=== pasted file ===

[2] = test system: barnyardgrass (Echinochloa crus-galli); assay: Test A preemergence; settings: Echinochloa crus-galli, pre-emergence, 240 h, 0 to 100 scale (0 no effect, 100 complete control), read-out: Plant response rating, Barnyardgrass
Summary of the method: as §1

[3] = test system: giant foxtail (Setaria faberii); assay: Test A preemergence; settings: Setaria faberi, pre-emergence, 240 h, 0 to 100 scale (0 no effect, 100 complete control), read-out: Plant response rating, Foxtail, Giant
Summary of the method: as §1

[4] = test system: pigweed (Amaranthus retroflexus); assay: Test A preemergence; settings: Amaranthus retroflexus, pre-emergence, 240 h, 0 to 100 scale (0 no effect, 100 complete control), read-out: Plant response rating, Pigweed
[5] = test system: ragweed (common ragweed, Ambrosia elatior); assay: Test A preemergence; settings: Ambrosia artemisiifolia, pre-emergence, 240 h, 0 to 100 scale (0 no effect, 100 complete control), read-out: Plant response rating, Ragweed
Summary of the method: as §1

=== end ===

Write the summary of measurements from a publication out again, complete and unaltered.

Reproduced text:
[2] = test system: barnyardgrass (Echinochloa crus-galli); assay: Test A preemergence; settings: Echinochloa crus-galli, pre-emergence, 240 h, 0 to 100 scale (0 no effect, 100 complete control), read-out: Plant response rating, Barnyardgrass
Summary of the method: as §1

[3] = test system: giant foxtail (Setaria faberii); assay: Test A preemergence; settings: Setaria faberi, pre-emergence, 240 h, 0 to 100 scale (0 no effect, 100 complete control), read-out: Plant response rating, Foxtail, Giant
Summary of the method: as §1

[4] = test system: pigweed (Amaranthus retroflexus); assay: Test A preemergence; settings: Amaranthus retroflexus, pre-emergence, 240 h, 0 to 100 scale (0 no effect, 100 complete control), read-out: Plant response rating, Pigweed
[5] = test system: ragweed (common ragweed, Ambrosia elatior); assay: Test A preemergence; settings: Ambrosia artemisiifolia, pre-emergence, 240 h, 0 to 100 scale (0 no effect, 100 complete control), read-out: Plant response rating, Ragweed
Summary of the method: as §1